U.S. government scientists are reportedly inspecting two COVID-19 vaccines for possibly rare blood clotting scenarios identified in brains. These scientists are focusing on whether a specific technology used for producing these shots may be causing these blood clots.
Health regulators in Europe apparently stated that there is a possible connection between the AstraZeneca Plc vaccine and over 169 cases of a particular blood clot, called cerebral venous sinus thrombosis, along with low count of blood platelets. The regulators observed these cases out of nearly 34 million vaccine shots from the European region.
U.S. FDA recently recommended a temporary halt of the distribution of the Johnson & Johnson vaccine, after six cases of cerebral venous sinus thrombosis came to light, especially in women under the age of 50 amongst the seven million people who received the vaccines in U.S.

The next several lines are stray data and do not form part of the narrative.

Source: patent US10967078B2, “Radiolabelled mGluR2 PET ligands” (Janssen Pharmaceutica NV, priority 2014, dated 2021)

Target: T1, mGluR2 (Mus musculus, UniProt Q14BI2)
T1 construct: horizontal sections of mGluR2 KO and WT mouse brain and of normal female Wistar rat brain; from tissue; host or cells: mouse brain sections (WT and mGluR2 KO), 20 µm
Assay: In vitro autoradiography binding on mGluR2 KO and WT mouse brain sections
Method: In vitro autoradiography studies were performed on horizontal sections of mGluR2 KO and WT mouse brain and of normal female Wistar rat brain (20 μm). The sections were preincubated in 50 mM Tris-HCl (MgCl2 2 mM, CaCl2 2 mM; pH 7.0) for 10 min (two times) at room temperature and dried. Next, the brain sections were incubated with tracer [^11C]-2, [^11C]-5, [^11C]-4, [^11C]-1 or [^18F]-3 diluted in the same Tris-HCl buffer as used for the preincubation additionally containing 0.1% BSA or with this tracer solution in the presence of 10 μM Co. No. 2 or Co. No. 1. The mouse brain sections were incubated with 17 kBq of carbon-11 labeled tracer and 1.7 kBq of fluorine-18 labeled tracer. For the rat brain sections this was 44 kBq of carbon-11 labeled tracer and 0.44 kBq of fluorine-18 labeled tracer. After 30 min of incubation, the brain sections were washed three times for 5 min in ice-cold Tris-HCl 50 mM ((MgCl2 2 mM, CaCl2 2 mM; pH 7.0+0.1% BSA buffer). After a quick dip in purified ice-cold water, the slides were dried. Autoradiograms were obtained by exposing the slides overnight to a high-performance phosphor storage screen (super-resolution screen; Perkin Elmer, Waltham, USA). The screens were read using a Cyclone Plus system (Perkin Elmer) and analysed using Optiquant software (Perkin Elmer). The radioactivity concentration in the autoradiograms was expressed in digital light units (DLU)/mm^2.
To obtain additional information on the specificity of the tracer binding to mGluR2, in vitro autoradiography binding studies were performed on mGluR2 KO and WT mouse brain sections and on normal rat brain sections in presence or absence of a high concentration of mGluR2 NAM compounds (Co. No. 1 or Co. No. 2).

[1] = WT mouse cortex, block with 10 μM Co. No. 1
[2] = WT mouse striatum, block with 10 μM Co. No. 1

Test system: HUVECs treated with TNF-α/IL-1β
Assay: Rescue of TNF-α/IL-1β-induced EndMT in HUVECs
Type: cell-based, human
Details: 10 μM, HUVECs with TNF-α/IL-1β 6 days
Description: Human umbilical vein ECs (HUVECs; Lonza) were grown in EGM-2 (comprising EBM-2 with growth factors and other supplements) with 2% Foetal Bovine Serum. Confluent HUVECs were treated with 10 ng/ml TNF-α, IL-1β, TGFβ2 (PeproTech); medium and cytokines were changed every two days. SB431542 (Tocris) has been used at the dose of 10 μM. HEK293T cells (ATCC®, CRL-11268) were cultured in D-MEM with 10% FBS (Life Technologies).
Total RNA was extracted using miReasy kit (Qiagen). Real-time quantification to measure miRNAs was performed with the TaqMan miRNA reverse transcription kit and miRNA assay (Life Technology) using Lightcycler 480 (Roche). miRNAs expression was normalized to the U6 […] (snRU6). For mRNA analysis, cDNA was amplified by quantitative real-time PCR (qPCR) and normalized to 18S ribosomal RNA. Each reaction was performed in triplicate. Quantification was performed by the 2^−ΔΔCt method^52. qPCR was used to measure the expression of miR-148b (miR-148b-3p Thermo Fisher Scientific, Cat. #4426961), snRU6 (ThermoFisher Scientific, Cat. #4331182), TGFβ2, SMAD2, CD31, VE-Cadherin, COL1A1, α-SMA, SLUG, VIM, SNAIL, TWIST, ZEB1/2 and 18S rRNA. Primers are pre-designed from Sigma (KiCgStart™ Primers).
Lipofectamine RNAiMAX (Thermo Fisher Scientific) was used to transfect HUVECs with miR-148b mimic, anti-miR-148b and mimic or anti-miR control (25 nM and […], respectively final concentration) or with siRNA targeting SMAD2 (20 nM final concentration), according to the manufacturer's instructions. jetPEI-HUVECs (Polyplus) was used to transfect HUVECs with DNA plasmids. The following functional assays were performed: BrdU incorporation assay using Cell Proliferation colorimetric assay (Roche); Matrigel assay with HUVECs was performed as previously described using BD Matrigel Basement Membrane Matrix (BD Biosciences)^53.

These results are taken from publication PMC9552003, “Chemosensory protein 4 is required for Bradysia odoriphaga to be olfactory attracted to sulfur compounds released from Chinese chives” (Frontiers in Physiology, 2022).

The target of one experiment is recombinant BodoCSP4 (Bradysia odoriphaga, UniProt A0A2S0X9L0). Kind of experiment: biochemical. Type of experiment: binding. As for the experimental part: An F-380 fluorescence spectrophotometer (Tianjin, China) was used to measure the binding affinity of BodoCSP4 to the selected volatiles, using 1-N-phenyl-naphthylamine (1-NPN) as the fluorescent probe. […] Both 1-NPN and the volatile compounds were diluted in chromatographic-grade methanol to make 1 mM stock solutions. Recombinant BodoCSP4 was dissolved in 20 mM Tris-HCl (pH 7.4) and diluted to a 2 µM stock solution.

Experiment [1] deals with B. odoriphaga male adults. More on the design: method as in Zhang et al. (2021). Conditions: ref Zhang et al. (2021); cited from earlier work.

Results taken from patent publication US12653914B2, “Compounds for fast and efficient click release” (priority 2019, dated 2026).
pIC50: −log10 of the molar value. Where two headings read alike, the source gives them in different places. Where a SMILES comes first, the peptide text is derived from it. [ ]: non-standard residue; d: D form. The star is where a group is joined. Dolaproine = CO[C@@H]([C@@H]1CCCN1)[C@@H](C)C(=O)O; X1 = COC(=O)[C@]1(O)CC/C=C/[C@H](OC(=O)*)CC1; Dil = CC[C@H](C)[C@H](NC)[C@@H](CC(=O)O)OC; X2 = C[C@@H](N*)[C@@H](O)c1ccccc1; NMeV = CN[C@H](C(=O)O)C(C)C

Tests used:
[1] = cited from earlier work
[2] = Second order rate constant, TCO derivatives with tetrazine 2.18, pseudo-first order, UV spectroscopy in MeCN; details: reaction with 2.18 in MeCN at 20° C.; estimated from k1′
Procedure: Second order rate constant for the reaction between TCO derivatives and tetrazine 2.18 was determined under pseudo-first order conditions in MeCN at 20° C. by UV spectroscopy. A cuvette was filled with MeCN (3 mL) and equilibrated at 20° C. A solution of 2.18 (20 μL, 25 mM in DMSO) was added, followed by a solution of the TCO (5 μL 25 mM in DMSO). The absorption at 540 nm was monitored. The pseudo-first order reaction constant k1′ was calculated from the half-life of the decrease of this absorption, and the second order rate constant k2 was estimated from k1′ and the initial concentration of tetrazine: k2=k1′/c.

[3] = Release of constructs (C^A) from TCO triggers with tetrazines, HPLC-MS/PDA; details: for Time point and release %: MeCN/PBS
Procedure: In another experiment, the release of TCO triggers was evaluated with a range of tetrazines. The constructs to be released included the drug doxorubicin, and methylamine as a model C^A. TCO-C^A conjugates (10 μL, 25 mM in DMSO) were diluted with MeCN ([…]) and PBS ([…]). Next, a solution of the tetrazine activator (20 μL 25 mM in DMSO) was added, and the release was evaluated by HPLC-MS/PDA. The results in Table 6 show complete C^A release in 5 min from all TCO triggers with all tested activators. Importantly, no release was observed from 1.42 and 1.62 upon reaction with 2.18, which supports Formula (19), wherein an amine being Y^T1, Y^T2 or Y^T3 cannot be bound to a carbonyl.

The AstraZeneca vaccine and the Johnson & Johnson vaccines are based on adenovirus, which generally causes common cold. These viruses have been modified to make them harmless. The viruses are used as vectors to transmit instructions for human cells to create proteins found on the surface of the SARS-COV-2 virus, thus prompting the immune system to produce antibodies that can fight the actual virus.
Scientists are currently working on identifying the mechanism that can possibly explain the blood clots.
FDA officials have apparently stated that a leading theory suggests that the vaccine shots are triggering a rare response from the immune system that could be connected to these viral vectors.
Using these viral vectors, the U.S. agency will examine data acquired from the clinical trials of multiple vaccines, which includes the Ebola vaccine of Johnson & Johnson.
Previously, no vaccines using viral vectors have been administered to the scale of J&J and the AstraZeneca COVID-19 vaccines. This could explain why a possible link to blood clots only came up during the large-scales administration of these vaccination programs.